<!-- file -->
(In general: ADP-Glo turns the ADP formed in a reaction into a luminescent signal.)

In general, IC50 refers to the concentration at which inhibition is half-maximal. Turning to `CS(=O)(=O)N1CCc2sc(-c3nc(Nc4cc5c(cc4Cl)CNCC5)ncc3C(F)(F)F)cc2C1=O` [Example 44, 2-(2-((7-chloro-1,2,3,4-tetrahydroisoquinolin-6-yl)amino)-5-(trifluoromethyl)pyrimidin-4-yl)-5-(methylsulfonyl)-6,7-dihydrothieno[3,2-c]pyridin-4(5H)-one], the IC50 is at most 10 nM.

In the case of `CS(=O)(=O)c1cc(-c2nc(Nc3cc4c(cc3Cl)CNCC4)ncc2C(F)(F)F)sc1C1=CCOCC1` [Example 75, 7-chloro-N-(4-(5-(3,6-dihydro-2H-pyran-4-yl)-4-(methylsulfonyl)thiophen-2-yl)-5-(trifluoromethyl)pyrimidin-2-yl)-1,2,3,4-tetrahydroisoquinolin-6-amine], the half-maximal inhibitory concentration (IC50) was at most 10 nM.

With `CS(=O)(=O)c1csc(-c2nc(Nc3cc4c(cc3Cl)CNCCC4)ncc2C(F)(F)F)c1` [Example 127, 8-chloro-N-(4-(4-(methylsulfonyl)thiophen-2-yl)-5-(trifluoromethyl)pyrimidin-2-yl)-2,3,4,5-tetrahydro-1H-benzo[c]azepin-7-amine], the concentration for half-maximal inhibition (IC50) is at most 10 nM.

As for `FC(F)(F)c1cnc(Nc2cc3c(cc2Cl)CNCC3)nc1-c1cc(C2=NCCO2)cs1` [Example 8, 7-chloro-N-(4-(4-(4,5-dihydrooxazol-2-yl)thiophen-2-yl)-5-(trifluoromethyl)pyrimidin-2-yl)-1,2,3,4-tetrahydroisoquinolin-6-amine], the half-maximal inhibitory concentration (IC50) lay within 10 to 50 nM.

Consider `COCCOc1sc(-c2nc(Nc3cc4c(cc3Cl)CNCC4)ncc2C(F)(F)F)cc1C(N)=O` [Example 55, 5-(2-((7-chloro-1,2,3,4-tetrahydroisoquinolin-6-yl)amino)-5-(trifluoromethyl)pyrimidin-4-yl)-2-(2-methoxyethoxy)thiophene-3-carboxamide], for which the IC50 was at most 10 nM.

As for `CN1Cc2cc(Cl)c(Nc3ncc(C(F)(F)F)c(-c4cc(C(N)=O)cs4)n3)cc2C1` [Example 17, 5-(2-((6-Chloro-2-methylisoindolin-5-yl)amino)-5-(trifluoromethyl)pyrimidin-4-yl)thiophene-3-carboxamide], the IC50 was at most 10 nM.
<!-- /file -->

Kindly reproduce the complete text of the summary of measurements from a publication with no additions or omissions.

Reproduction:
(In general: ADP-Glo turns the ADP formed in a reaction into a luminescent signal.)

In general, IC50 refers to the concentration at which inhibition is half-maximal. Turning to `CS(=O)(=O)N1CCc2sc(-c3nc(Nc4cc5c(cc4Cl)CNCC5)ncc3C(F)(F)F)cc2C1=O` [Example 44, 2-(2-((7-chloro-1,2,3,4-tetrahydroisoquinolin-6-yl)amino)-5-(trifluoromethyl)pyrimidin-4-yl)-5-(methylsulfonyl)-6,7-dihydrothieno[3,2-c]pyridin-4(5H)-one], the IC50 is at most 10 nM.

In the case of `CS(=O)(=O)c1cc(-c2nc(Nc3cc4c(cc3Cl)CNCC4)ncc2C(F)(F)F)sc1C1=CCOCC1` [Example 75, 7-chloro-N-(4-(5-(3,6-dihydro-2H-pyran-4-yl)-4-(methylsulfonyl)thiophen-2-yl)-5-(trifluoromethyl)pyrimidin-2-yl)-1,2,3,4-tetrahydroisoquinolin-6-amine], the half-maximal inhibitory concentration (IC50) was at most 10 nM.

With `CS(=O)(=O)c1csc(-c2nc(Nc3cc4c(cc3Cl)CNCCC4)ncc2C(F)(F)F)c1` [Example 127, 8-chloro-N-(4-(4-(methylsulfonyl)thiophen-2-yl)-5-(trifluoromethyl)pyrimidin-2-yl)-2,3,4,5-tetrahydro-1H-benzo[c]azepin-7-amine], the concentration for half-maximal inhibition (IC50) is at most 10 nM.

As for `FC(F)(F)c1cnc(Nc2cc3c(cc2Cl)CNCC3)nc1-c1cc(C2=NCCO2)cs1` [Example 8, 7-chloro-N-(4-(4-(4,5-dihydrooxazol-2-yl)thiophen-2-yl)-5-(trifluoromethyl)pyrimidin-2-yl)-1,2,3,4-tetrahydroisoquinolin-6-amine], the half-maximal inhibitory concentration (IC50) lay within 10 to 50 nM.

Consider `COCCOc1sc(-c2nc(Nc3cc4c(cc3Cl)CNCC4)ncc2C(F)(F)F)cc1C(N)=O` [Example 55, 5-(2-((7-chloro-1,2,3,4-tetrahydroisoquinolin-6-yl)amino)-5-(trifluoromethyl)pyrimidin-4-yl)-2-(2-methoxyethoxy)thiophene-3-carboxamide], for which the IC50 was at most 10 nM.

As for `CN1Cc2cc(Cl)c(Nc3ncc(C(F)(F)F)c(-c4cc(C(N)=O)cs4)n3)cc2C1` [Example 17, 5-(2-((6-Chloro-2-methylisoindolin-5-yl)amino)-5-(trifluoromethyl)pyrimidin-4-yl)thiophene-3-carboxamide], the IC50 was at most 10 nM.